Friday, August 15, 2008

Creamers - Love, Honor and Obey

One of the best LA punk bands of the 80’s and 90’s was certainly the co-ed Creamers. With close links to the Lazy Cowgirls (members were dating and bassist Lenny and drummer Bob eventually became Cowgirls) this band had a similar sound but with the distinction of a great female vocalist (Leesa), female guitar players – Rosa and Judy (Judy formerly of the Superkools) – and fine original tunes.

Live, they were a treat with Lenny bouncing around like a pinball constantly while the rest of the front line played, sang and writhed with a manic passion. Of course, this record isn’t as crazed as the live shows but is still a fine representation of this terrific group.

Opening with a wave of feedback, the band explodes with “No Big Deal”, which shows exactly what this band is all about – tons of guitar, wailing blasts of short, to the point leads, wildly intense rhythm section and Leesa’s cool vocals. The waste no time to jump right into the punk rock of “Sunday Head” and then the superb “Crackpot”, with the fantastic line “who’s normal? You’re not!” that everyone would sing along with at their shows.

The band covers Johnny Thunders’ “Dead or Alive” as a high-energy punk rock tune and then comes “Roadkill” with the chorus of “in! out! In! Out!” which everyone could chant along with as Leesa would accent the words physically. No, she wasn’t trying to be a “sexy girl” on stage, but wasn’t afraid of the inherent, natural sexuality of real r’n’r.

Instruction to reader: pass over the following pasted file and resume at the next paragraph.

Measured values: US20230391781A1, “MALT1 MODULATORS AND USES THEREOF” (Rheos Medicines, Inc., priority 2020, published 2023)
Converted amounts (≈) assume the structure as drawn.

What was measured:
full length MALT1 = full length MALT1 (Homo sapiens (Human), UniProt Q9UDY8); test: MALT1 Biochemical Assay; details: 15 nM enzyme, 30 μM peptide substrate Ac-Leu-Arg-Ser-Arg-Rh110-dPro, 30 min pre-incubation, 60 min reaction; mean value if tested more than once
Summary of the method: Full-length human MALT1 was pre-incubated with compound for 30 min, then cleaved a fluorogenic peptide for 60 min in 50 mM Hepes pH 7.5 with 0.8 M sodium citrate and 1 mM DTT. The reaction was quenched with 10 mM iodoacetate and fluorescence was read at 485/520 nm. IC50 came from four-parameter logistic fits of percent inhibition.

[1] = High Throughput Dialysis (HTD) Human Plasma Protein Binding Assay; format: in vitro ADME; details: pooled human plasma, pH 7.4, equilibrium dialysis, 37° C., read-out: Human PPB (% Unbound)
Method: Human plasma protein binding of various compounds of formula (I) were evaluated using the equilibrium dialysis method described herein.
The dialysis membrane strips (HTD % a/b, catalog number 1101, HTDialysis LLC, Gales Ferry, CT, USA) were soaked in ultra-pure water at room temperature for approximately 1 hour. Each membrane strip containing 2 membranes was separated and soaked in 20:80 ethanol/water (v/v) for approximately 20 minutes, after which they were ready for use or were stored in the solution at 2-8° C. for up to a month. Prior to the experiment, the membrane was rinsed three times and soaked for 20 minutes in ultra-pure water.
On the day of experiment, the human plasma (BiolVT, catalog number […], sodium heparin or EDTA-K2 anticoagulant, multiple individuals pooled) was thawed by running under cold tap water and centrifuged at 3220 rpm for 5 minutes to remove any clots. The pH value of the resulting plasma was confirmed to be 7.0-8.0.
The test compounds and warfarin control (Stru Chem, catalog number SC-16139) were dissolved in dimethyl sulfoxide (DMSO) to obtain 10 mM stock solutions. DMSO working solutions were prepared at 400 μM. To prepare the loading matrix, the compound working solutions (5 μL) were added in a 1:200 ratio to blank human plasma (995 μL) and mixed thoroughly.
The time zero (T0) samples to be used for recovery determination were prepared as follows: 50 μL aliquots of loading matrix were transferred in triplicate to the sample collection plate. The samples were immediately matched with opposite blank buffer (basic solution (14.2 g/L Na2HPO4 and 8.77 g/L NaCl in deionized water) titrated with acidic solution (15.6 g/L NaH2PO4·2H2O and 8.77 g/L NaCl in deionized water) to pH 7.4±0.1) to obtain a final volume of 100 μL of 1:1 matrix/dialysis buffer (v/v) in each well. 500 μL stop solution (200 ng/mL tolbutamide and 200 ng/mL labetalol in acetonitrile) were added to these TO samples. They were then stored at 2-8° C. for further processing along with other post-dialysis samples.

“I Think I’m Gonna Be Sick” is actually a little more melodic, though never lacking in toughness. I think that “Scarface” is more of an insult to “straights” rather than anyone with any physical deformities, though I’m not sure that I follow all of the lyrics!

Their trademark tune in the early days was certainly “So Hard”, a double entendre that did indeed rock hard and fast, but was still supremely catchy with spot-on accents. Perfect punk rock!

More cool punk in “The Wrong Embrace” and “Rusi Got Bounced” (self-explanatory true story, apparently). “The Loser Bar” is about pick-up bars, and starts unusually slow (for this band), though they alternate between the slow verses and hyper speed choruses before moving into a nice bridge with the line “they’d be surprised to know, we don’t envy them”!

The more serious topic of domestic violence is explored in “Love, Honor and Obey” as Leesa explains that she’s “not gonna end up like you”! Defiant, fierce and terrific punk rock.

The band went through many changes and put out many more records, but this one is always what I think of when I think of the Creamers. Great band and great people!